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Slim/small replacement radiator or retrofit the pipe?

Carol_9 Member Posts: 19

Not exactly, the pipe comes into the first floor and just before the radiator valve there is a tee which goes to the right with an elbow on the end and the riser attaches to the elbow and goes to the second floor.

If I could find a slim short radiator I'd be golden and wouldn't have to worry about any pipe fitting - but I know my luck!

I can't remember if we put insulation under the tub or not - I'll have to call my brother and see if he remembers. I'm just itching to uncap that pipe to see what happens! There were so many odd things done in this house that I wouldn't be surprised if it was just capped off for some stupid reason and not for a leak.

Thanks for your input.


  • Carol_9
    Carol_9 Member Posts: 19
    Slim/small radiator or retrofit pipe?

    Here's my dilema.

    Have an old house with one pipe steam system. In a 2nd floor bedroom the original pipe for the radiator was capped off (don't know why) and another pipe was ran from a radiator on the first floor to the 2nd floor. There is no radiator connected to this pipe, there is a radiator valve with a 5 ft long piece of pipe with a fin around it used for heating the room. Pipe does not stay hot long enough to really heat the room and would like to replace it with a radiator. Problem is when they ran the new pipe up through the floor it is not the same distance from the wall as the original heat pipe was so I either need to get a very slim radiator - no more than 4 inches wide - or attach an S pipe or some sort of extension pipe to the valve or pipe itself to bring it away from the wall so I can fit a regular sized radiator on it. Any ideas on which way to go?

    I don't know why the original pipe was capped, when I did some work on the bathroom I saw the pipe running under the tub and it seemed to be intact. If it wasn't intact wouldn't I have some sort of leak or problem with this pipe even though it's capped? Wouldn't steam still travel through this pipe? I know behind the first floor bathroom there are several heat pipes running up the wall, several of the pipes are capped at the end but the pipes still get hot. I'm tempted to uncap the pipe and hook up a radiator that I already have to see if it works but am afraid to do it as I don't know if there is a problem with the capped pipe or not. And now I have a fiberglass tub, would the heat running under the tub damage it in any way?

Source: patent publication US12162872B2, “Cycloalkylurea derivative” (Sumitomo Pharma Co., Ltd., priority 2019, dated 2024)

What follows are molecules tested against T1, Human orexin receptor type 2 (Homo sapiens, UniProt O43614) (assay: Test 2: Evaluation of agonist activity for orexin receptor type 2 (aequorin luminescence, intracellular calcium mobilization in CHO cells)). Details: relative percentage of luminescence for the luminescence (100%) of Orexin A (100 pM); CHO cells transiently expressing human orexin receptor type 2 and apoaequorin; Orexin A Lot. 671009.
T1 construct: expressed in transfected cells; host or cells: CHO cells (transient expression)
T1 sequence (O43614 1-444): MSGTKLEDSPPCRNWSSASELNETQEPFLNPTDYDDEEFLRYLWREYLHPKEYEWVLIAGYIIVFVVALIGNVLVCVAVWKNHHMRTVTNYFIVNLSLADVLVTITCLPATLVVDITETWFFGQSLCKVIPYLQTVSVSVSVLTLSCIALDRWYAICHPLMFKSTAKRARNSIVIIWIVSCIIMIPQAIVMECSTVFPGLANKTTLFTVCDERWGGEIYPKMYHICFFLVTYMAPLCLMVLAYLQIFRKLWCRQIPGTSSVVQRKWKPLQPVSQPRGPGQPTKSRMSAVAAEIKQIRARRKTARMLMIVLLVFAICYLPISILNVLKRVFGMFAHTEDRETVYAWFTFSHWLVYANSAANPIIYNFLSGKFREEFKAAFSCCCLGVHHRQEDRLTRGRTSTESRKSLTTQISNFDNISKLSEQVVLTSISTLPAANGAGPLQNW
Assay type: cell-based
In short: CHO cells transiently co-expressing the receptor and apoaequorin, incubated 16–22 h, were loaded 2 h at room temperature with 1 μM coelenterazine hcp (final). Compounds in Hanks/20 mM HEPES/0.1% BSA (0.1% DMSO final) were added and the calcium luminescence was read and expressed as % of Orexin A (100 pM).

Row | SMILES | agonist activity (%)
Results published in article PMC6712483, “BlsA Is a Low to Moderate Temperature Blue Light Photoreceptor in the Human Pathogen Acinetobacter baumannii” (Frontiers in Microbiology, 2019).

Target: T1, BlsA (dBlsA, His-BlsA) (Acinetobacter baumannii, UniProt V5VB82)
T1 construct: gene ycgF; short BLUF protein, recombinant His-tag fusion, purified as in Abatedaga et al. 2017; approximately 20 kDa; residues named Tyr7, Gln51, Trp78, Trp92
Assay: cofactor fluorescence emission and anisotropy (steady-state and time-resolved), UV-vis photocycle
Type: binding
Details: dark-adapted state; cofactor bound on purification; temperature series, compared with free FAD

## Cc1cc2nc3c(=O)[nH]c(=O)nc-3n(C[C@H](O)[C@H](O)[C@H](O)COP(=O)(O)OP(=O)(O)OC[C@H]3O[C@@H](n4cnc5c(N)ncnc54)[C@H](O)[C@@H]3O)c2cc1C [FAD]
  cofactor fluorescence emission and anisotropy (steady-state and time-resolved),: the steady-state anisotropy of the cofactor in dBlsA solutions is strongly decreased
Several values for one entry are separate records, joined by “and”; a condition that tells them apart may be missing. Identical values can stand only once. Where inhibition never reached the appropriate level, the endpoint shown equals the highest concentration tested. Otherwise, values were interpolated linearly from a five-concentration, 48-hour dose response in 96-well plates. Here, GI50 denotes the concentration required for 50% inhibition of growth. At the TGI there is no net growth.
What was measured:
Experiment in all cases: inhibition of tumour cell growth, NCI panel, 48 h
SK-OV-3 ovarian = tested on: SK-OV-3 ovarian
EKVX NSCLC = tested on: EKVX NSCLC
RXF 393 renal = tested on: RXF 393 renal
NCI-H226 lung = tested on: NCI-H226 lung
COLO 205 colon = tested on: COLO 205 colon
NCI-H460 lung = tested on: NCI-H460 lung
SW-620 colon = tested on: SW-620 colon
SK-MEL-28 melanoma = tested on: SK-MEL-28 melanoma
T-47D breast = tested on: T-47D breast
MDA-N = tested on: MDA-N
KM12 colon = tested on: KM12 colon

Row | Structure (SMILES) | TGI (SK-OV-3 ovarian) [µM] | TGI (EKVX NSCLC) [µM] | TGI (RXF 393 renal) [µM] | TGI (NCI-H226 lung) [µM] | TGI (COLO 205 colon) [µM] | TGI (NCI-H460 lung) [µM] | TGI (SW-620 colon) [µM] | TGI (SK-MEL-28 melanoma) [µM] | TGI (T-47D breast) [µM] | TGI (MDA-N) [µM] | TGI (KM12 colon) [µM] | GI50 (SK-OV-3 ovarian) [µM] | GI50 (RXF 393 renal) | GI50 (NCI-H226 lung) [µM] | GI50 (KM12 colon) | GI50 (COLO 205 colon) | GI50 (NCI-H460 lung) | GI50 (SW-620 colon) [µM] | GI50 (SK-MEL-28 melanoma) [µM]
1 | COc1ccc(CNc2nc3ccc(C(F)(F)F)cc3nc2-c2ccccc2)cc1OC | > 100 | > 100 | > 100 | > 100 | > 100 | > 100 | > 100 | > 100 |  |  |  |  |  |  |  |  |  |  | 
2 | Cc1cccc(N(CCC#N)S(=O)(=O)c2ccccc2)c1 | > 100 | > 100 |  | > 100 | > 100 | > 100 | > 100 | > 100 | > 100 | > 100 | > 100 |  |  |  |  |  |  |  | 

Thanks in advance for any help with these questions.

  • Brad White_200
    Brad White_200 Member Posts: 148
    Some thoughts, Carol

    What I envision from what you describe:

    The pipe riser enters the first floor living space, where a tee comes off to serve the first floor radiator. The riser continues straight through the tee to the second floor. Does this sound correct? (That the pipe riser does not really rise from the first floor radiator but rather goes by it and feeds it on the way?) I just want to be clear.

    What you are describing regarding the 5-foot finned piece is common and understandable. No mass to hold the heat and emit it over time compared to the other cast iron radiators. Textbook condition of what not to do for effective heating.

    A good pipefitter can make that pipe offset and get you a proper radiator, either new (check out Burnham or Governale), or salvage from a reputable local yard. A set of street elbows or a 45 elbow can work wonders.

    Two 45-els in series can offset neatly in two planes in what is called a "knuckle joint".

    As for leaks, no one can tell without looking at it, but at least your steam system, properly set up, can run on a pound or less. The leakage probability is much less than if this were a water system all other things being equal.

    If a fiberglass tub, a half-inch of insulation will reduce the surface temperature about 99 degrees in a 70 degree room. If you use an inch, the surface temperature will be about 84 degrees under the same conditions. So, even a half-inch of fiberglass insulation, I would not worry about it. The bare pipe would be about 215 degrees by the way.

    Hope this helps.

  • nicholas bonham-carter
    nicholas bonham-carter Member Posts: 8,576
    steam investigation

    why not take the cap off and put on an elbow with a bushing in the outward end into which you can screw an air vent?
    that way you can watch the situation for a while [and get a little heat] while you look for the right radiator.; or you will discover the reason it was capped in the first place!--nbc
  • Carol_9
    Carol_9 Member Posts: 19

    That's an idea.

    I am getting a little heat in the room now because of the pipe that was run from the 1st floor - it's just not enough heat for winter days.

  • Brad White_200
    Brad White_200 Member Posts: 148
    And that illustrates

    why a cast iron radiator similarly sized will eventually be needed. If just fin-tube, as you note, it cools off almost immediately between steam cycles, while the remainder of the house radiators continue to emit.

    Burnham small tube slenderized CI radiators are only 5-6 inches wide and 19 to 25 inches tall.
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